Ben Kingsley (Gandhi and Sexy Beast) also co-stars as Geran, the aforementioned Turkish gangster who despite being a brutal maniac is the film's comic relief. He's forgetful of people's names. He calls Casey by Burt Reynolds because the Turk thinks Casey resembles Burt Reynolds. Geran is also into John Travolta films as well as his own harems. He's frequently surrounded by nude, or nearly nude women.

Anthony Hopkins (The Silence of the Lambs and Nixon) also co-stars as Hagen Kohl, a German gangster who is more of a kingpin than Geran. They seem like contemporaries, but clearly Hagen has more money and power. Hagen is in fact running a high-tech, high-end and intricate operation that mirrors a multinational business. He has warehouses and semi-trailer trucks running all over Germany with drugs and illegal cash.

Both Kingsley and Hopkins are two, Oscar-winning actors. I'm not sure if they've worked together before, but it's great to see these two great actors on screen. Hopkins is exercising and flexing muscles that are familiar, and he is exuding this cool, calm gravitas that's similar to his, iconic Hannibal Lecter. It's well-played opposite Kingsley's character, which is the other side of the same coin, though a tad more quirky.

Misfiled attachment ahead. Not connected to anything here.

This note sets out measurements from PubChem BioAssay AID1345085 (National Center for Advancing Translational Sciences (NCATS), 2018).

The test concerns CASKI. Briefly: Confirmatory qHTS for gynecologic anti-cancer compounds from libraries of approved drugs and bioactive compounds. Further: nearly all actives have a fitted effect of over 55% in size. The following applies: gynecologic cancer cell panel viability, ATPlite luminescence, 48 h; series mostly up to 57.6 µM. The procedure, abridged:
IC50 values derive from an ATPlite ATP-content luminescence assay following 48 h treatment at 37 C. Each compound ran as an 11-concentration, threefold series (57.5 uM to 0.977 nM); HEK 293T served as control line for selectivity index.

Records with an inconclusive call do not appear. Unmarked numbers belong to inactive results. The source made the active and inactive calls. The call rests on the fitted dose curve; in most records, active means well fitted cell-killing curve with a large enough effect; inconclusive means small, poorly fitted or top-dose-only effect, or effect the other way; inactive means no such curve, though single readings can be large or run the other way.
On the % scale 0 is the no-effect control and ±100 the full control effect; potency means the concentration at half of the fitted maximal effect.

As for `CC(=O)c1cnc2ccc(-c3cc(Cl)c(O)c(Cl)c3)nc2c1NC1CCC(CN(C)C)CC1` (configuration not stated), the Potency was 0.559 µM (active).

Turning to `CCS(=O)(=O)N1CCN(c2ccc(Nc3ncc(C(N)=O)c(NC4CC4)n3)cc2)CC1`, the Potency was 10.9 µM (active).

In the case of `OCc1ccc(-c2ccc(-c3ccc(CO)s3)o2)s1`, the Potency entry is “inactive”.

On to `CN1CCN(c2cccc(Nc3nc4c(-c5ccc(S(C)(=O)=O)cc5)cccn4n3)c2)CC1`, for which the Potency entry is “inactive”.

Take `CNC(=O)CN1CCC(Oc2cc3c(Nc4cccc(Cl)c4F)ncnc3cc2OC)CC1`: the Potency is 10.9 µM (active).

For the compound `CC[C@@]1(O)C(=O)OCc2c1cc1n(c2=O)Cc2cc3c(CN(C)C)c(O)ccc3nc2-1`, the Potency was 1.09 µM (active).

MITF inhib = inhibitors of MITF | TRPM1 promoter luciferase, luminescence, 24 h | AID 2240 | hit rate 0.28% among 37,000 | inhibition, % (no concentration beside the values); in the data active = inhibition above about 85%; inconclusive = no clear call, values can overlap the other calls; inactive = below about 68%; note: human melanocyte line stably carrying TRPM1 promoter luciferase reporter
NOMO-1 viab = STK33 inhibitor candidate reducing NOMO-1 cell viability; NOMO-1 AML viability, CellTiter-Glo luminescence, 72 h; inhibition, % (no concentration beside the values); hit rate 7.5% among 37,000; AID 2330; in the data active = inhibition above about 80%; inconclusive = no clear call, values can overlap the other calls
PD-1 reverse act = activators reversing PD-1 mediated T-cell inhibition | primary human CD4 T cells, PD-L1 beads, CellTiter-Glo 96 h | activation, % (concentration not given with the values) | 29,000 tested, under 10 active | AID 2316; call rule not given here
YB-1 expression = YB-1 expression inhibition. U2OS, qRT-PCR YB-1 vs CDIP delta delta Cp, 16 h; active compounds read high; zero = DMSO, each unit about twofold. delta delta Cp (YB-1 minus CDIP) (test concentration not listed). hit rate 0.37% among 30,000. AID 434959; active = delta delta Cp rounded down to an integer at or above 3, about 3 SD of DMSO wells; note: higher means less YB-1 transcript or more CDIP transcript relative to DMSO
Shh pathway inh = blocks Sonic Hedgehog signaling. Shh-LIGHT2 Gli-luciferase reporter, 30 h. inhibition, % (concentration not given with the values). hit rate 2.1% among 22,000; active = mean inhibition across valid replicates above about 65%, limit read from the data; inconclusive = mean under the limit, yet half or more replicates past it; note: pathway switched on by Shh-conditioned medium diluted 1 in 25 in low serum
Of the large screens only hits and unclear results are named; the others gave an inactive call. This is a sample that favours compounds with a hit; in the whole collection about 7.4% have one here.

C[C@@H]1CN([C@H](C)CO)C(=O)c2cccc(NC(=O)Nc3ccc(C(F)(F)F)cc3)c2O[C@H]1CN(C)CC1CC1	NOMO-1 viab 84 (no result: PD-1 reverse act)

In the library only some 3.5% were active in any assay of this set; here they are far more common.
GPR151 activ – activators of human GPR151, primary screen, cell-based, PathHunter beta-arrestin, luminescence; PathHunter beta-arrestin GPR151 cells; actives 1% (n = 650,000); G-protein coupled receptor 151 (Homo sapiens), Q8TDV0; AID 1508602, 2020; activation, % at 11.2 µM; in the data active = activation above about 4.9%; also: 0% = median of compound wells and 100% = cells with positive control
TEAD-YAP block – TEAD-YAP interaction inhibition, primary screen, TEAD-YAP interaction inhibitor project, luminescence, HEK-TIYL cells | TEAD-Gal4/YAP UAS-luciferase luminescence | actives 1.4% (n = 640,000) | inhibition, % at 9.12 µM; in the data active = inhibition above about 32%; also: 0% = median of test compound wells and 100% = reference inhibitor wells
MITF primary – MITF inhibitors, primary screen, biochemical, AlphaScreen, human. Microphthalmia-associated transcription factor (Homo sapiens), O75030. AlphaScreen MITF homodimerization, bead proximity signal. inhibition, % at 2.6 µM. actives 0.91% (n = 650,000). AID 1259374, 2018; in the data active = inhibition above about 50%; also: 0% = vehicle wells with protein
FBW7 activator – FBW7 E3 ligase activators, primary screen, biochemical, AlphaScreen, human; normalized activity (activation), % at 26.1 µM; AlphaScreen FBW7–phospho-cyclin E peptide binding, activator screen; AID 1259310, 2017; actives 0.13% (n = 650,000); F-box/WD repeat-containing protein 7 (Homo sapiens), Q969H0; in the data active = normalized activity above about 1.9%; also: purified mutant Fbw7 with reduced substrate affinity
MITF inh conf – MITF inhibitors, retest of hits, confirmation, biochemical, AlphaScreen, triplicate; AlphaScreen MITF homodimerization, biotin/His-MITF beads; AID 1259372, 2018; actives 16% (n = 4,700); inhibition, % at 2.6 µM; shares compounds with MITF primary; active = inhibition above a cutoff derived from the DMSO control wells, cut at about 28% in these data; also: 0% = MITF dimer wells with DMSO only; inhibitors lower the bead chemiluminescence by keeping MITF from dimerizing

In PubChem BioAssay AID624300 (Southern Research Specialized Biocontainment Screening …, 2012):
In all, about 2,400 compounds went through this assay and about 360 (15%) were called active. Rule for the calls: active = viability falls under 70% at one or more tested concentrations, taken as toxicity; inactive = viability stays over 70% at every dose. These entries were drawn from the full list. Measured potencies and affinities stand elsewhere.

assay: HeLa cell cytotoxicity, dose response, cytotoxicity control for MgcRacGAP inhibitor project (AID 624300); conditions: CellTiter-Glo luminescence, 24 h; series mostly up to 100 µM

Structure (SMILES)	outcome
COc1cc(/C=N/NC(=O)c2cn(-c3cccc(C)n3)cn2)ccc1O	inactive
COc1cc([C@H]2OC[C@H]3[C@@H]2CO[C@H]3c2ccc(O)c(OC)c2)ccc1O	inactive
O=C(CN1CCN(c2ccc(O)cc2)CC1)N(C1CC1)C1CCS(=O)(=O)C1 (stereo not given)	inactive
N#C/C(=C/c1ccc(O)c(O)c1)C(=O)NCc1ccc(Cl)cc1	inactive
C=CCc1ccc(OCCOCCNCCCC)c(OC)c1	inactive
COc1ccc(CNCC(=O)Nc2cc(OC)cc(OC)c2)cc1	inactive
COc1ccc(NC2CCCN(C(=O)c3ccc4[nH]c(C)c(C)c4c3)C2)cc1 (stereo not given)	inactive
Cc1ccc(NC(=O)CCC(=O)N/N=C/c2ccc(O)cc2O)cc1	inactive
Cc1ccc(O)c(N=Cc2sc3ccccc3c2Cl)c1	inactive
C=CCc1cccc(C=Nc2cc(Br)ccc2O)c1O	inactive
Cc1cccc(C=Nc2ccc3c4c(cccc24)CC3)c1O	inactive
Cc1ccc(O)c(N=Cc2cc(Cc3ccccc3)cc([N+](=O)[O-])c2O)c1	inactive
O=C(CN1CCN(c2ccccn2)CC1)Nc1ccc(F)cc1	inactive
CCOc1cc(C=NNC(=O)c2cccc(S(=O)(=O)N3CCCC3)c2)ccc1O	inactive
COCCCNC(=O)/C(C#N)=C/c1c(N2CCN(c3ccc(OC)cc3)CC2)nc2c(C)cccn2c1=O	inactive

Their screen time might be too short in terms of their shared, scenes, but I wasn't bothered by Nicholas Hoult's dominance in the frame for the majority of the running time. Hoult like many young British actors has proven himself a genuine talent. He's probably best known as playing a young Hank McCoy in X-Men: First Class (2011). He was a geeky kid a little uncomfortable in his skin, which juxtaposes against his biggest TV role in BBC America's Skins. His best role though was in A Single Man (2009), but this one provides some range that Vin Diesel perhaps didn't get or else couldn't pull off.